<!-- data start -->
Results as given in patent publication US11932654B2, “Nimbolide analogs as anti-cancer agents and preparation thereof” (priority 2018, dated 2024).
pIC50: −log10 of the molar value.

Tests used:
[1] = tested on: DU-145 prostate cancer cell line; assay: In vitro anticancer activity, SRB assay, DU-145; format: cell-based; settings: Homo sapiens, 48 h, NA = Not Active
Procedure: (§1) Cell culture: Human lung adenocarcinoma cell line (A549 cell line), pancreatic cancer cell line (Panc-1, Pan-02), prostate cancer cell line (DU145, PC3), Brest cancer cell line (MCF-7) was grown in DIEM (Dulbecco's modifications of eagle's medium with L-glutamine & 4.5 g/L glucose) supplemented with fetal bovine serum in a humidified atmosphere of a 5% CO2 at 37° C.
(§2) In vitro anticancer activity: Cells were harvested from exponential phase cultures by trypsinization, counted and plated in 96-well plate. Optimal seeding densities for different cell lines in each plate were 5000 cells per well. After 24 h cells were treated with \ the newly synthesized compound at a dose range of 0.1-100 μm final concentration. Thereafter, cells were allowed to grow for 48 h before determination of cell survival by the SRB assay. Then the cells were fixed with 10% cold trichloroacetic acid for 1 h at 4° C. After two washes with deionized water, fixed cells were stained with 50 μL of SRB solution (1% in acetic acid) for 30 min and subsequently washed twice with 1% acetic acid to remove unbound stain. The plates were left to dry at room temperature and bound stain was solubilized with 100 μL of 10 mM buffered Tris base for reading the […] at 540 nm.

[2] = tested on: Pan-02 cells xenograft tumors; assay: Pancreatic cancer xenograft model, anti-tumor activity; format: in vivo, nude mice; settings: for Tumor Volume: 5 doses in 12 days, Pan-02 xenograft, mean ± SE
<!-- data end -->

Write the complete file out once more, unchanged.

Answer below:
Results as given in patent publication US11932654B2, “Nimbolide analogs as anti-cancer agents and preparation thereof” (priority 2018, dated 2024).
pIC50: −log10 of the molar value.

Tests used:
[1] = tested on: DU-145 prostate cancer cell line; assay: In vitro anticancer activity, SRB assay, DU-145; format: cell-based; settings: Homo sapiens, 48 h, NA = Not Active
Procedure: (§1) Cell culture: Human lung adenocarcinoma cell line (A549 cell line), pancreatic cancer cell line (Panc-1, Pan-02), prostate cancer cell line (DU145, PC3), Brest cancer cell line (MCF-7) was grown in DIEM (Dulbecco's modifications of eagle's medium with L-glutamine & 4.5 g/L glucose) supplemented with fetal bovine serum in a humidified atmosphere of a 5% CO2 at 37° C.
(§2) In vitro anticancer activity: Cells were harvested from exponential phase cultures by trypsinization, counted and plated in 96-well plate. Optimal seeding densities for different cell lines in each plate were 5000 cells per well. After 24 h cells were treated with \ the newly synthesized compound at a dose range of 0.1-100 μm final concentration. Thereafter, cells were allowed to grow for 48 h before determination of cell survival by the SRB assay. Then the cells were fixed with 10% cold trichloroacetic acid for 1 h at 4° C. After two washes with deionized water, fixed cells were stained with 50 μL of SRB solution (1% in acetic acid) for 30 min and subsequently washed twice with 1% acetic acid to remove unbound stain. The plates were left to dry at room temperature and bound stain was solubilized with 100 μL of 10 mM buffered Tris base for reading the […] at 540 nm.

[2] = tested on: Pan-02 cells xenograft tumors; assay: Pancreatic cancer xenograft model, anti-tumor activity; format: in vivo, nude mice; settings: for Tumor Volume: 5 doses in 12 days, Pan-02 xenograft, mean ± SE